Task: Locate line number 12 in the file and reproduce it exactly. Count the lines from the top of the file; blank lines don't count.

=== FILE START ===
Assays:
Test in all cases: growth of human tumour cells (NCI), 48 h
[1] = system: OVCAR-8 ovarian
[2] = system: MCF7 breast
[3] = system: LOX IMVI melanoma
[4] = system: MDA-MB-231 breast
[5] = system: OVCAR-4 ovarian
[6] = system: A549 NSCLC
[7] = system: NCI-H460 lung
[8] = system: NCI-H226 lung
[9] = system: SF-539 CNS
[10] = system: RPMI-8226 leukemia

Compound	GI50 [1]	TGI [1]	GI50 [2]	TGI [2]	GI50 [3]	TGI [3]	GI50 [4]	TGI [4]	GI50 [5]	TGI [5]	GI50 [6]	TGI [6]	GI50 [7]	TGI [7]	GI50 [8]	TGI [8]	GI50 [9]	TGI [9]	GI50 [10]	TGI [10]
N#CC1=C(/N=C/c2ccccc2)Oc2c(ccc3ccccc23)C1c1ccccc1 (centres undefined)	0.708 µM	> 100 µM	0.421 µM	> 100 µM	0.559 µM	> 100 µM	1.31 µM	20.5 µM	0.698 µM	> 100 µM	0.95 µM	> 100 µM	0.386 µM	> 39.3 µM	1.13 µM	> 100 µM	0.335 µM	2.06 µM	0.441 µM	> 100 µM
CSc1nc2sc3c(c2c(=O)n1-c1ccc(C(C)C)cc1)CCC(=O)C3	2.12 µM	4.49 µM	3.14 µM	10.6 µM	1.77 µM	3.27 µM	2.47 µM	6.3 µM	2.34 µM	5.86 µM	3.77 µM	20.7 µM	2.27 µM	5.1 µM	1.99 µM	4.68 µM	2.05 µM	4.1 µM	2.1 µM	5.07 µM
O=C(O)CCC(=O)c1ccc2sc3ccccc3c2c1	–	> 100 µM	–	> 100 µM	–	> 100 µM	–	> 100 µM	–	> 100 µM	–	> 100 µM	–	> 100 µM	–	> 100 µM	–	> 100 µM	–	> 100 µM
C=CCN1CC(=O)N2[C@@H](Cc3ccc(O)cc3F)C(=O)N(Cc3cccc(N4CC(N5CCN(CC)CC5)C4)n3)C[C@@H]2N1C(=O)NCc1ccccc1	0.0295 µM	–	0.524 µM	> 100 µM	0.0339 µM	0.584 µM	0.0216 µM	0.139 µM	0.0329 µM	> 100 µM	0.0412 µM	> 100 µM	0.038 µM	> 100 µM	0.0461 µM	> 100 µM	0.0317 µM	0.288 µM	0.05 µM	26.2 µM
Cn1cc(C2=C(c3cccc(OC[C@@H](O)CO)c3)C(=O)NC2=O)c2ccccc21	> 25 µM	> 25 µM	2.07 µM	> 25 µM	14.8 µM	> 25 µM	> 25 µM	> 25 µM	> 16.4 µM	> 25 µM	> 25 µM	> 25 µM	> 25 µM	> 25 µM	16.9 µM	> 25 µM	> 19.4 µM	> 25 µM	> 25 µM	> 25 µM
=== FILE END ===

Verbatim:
[10] = system: RPMI-8226 leukemia